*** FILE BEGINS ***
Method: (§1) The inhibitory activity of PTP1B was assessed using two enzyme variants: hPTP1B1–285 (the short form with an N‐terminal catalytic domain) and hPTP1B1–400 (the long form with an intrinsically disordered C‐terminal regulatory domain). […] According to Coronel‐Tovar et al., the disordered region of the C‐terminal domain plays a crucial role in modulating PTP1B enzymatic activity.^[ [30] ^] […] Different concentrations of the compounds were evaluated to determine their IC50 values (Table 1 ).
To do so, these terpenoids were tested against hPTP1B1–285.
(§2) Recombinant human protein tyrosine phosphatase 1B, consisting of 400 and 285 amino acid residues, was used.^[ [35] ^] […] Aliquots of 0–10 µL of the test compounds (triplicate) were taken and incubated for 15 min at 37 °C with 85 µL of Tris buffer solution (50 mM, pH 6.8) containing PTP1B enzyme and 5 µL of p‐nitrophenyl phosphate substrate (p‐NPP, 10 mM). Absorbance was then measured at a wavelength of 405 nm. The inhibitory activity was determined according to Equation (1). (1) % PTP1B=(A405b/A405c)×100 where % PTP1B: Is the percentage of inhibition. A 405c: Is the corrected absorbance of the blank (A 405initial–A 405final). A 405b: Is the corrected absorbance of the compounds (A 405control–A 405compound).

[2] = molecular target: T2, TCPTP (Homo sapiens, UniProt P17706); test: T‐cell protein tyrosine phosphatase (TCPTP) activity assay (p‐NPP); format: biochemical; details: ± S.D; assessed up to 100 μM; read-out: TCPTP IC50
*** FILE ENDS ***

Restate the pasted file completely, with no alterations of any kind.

Method: (§1) The inhibitory activity of PTP1B was assessed using two enzyme variants: hPTP1B1–285 (the short form with an N‐terminal catalytic domain) and hPTP1B1–400 (the long form with an intrinsically disordered C‐terminal regulatory domain). […] According to Coronel‐Tovar et al., the disordered region of the C‐terminal domain plays a crucial role in modulating PTP1B enzymatic activity.^[ [30] ^] […] Different concentrations of the compounds were evaluated to determine their IC50 values (Table 1 ).
To do so, these terpenoids were tested against hPTP1B1–285.
(§2) Recombinant human protein tyrosine phosphatase 1B, consisting of 400 and 285 amino acid residues, was used.^[ [35] ^] […] Aliquots of 0–10 µL of the test compounds (triplicate) were taken and incubated for 15 min at 37 °C with 85 µL of Tris buffer solution (50 mM, pH 6.8) containing PTP1B enzyme and 5 µL of p‐nitrophenyl phosphate substrate (p‐NPP, 10 mM). Absorbance was then measured at a wavelength of 405 nm. The inhibitory activity was determined according to Equation (1). (1) % PTP1B=(A405b/A405c)×100 where % PTP1B: Is the percentage of inhibition. A 405c: Is the corrected absorbance of the blank (A 405initial–A 405final). A 405b: Is the corrected absorbance of the compounds (A 405control–A 405compound).

[2] = molecular target: T2, TCPTP (Homo sapiens, UniProt P17706); test: T‐cell protein tyrosine phosphatase (TCPTP) activity assay (p‐NPP); format: biochemical; details: ± S.D; assessed up to 100 μM; read-out: TCPTP IC50